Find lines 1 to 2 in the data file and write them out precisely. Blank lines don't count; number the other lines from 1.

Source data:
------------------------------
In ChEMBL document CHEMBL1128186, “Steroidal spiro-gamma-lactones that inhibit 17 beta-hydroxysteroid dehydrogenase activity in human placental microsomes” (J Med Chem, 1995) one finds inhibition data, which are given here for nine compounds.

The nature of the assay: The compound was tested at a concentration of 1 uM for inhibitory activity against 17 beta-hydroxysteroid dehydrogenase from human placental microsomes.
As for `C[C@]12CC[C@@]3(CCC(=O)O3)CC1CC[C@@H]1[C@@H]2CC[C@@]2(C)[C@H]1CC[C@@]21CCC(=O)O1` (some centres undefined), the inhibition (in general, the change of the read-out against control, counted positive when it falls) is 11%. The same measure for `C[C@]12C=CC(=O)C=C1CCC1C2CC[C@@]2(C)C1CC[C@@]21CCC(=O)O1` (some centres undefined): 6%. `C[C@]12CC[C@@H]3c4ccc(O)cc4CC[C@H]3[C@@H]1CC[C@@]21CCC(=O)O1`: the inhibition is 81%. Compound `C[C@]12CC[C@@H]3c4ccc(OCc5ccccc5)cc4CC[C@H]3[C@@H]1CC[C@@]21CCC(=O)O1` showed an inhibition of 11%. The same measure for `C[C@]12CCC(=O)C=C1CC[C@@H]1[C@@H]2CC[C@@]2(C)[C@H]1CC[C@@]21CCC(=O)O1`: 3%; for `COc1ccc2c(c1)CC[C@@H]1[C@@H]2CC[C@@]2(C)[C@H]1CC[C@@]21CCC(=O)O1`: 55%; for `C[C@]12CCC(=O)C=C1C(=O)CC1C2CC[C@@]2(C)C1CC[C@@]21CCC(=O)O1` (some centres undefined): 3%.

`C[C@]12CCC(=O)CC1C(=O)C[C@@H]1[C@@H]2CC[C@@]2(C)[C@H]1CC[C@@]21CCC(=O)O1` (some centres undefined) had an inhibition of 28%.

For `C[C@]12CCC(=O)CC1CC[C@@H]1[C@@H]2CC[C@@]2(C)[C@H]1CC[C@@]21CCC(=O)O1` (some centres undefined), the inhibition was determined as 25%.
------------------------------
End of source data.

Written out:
In ChEMBL document CHEMBL1128186, “Steroidal spiro-gamma-lactones that inhibit 17 beta-hydroxysteroid dehydrogenase activity in human placental microsomes” (J Med Chem, 1995) one finds inhibition data, which are given here for nine compounds.

The nature of the assay: The compound was tested at a concentration of 1 uM for inhibitory activity against 17 beta-hydroxysteroid dehydrogenase from human placental microsomes.